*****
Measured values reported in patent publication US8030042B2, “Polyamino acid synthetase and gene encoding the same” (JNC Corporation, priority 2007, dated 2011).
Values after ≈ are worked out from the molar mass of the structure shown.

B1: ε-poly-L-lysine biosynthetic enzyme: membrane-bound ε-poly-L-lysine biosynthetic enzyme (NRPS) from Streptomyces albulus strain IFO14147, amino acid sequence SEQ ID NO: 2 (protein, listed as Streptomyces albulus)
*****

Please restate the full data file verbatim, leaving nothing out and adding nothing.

Measured values reported in patent publication US8030042B2, “Polyamino acid synthetase and gene encoding the same” (JNC Corporation, priority 2007, dated 2011).
Values after ≈ are worked out from the molar mass of the structure shown.

B1: ε-poly-L-lysine biosynthetic enzyme: membrane-bound ε-poly-L-lysine biosynthetic enzyme (NRPS) from Streptomyces albulus strain IFO14147, amino acid sequence SEQ ID NO: 2 (protein, listed as Streptomyces albulus)